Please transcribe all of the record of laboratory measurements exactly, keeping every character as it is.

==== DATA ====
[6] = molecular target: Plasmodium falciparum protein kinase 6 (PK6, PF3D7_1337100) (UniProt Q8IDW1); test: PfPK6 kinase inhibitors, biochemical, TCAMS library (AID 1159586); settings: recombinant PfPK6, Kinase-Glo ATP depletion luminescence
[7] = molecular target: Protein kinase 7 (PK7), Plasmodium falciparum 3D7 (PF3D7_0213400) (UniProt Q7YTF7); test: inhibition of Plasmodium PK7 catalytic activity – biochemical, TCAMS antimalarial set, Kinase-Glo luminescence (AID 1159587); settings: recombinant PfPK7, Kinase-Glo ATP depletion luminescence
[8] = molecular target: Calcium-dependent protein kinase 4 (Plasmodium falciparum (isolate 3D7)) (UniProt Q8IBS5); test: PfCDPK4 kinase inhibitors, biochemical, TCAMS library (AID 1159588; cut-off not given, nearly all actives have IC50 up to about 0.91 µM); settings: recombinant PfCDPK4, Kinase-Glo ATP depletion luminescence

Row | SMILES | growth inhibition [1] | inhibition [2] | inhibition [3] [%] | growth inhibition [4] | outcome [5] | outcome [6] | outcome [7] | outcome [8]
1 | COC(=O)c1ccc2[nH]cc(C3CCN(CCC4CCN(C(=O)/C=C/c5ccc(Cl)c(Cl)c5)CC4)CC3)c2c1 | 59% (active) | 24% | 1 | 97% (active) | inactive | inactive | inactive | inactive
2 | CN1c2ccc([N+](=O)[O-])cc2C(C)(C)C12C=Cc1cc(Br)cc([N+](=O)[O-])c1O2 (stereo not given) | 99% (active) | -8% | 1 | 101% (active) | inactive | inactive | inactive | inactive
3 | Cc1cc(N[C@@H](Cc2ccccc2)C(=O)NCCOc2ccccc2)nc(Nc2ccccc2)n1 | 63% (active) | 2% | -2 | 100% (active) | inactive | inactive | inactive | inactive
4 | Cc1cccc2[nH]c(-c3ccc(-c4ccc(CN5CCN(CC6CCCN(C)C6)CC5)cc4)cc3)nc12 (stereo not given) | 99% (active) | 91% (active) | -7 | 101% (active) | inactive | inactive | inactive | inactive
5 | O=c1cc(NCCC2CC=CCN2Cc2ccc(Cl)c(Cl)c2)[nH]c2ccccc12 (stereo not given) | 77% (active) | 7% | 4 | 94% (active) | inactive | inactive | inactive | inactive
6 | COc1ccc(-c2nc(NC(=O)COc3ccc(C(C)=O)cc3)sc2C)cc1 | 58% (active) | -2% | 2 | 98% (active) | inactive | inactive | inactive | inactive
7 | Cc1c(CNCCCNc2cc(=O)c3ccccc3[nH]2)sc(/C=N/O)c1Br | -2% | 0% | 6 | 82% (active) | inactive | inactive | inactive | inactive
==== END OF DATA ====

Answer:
[6] = molecular target: Plasmodium falciparum protein kinase 6 (PK6, PF3D7_1337100) (UniProt Q8IDW1); test: PfPK6 kinase inhibitors, biochemical, TCAMS library (AID 1159586); settings: recombinant PfPK6, Kinase-Glo ATP depletion luminescence
[7] = molecular target: Protein kinase 7 (PK7), Plasmodium falciparum 3D7 (PF3D7_0213400) (UniProt Q7YTF7); test: inhibition of Plasmodium PK7 catalytic activity – biochemical, TCAMS antimalarial set, Kinase-Glo luminescence (AID 1159587); settings: recombinant PfPK7, Kinase-Glo ATP depletion luminescence
[8] = molecular target: Calcium-dependent protein kinase 4 (Plasmodium falciparum (isolate 3D7)) (UniProt Q8IBS5); test: PfCDPK4 kinase inhibitors, biochemical, TCAMS library (AID 1159588; cut-off not given, nearly all actives have IC50 up to about 0.91 µM); settings: recombinant PfCDPK4, Kinase-Glo ATP depletion luminescence

Row | SMILES | growth inhibition [1] | inhibition [2] | inhibition [3] [%] | growth inhibition [4] | outcome [5] | outcome [6] | outcome [7] | outcome [8]
1 | COC(=O)c1ccc2[nH]cc(C3CCN(CCC4CCN(C(=O)/C=C/c5ccc(Cl)c(Cl)c5)CC4)CC3)c2c1 | 59% (active) | 24% | 1 | 97% (active) | inactive | inactive | inactive | inactive
2 | CN1c2ccc([N+](=O)[O-])cc2C(C)(C)C12C=Cc1cc(Br)cc([N+](=O)[O-])c1O2 (stereo not given) | 99% (active) | -8% | 1 | 101% (active) | inactive | inactive | inactive | inactive
3 | Cc1cc(N[C@@H](Cc2ccccc2)C(=O)NCCOc2ccccc2)nc(Nc2ccccc2)n1 | 63% (active) | 2% | -2 | 100% (active) | inactive | inactive | inactive | inactive
4 | Cc1cccc2[nH]c(-c3ccc(-c4ccc(CN5CCN(CC6CCCN(C)C6)CC5)cc4)cc3)nc12 (stereo not given) | 99% (active) | 91% (active) | -7 | 101% (active) | inactive | inactive | inactive | inactive
5 | O=c1cc(NCCC2CC=CCN2Cc2ccc(Cl)c(Cl)c2)[nH]c2ccccc12 (stereo not given) | 77% (active) | 7% | 4 | 94% (active) | inactive | inactive | inactive | inactive
6 | COc1ccc(-c2nc(NC(=O)COc3ccc(C(C)=O)cc3)sc2C)cc1 | 58% (active) | -2% | 2 | 98% (active) | inactive | inactive | inactive | inactive
7 | Cc1c(CNCCCNc2cc(=O)c3ccccc3[nH]2)sc(/C=N/O)c1Br | -2% | 0% | 6 | 82% (active) | inactive | inactive | inactive | inactive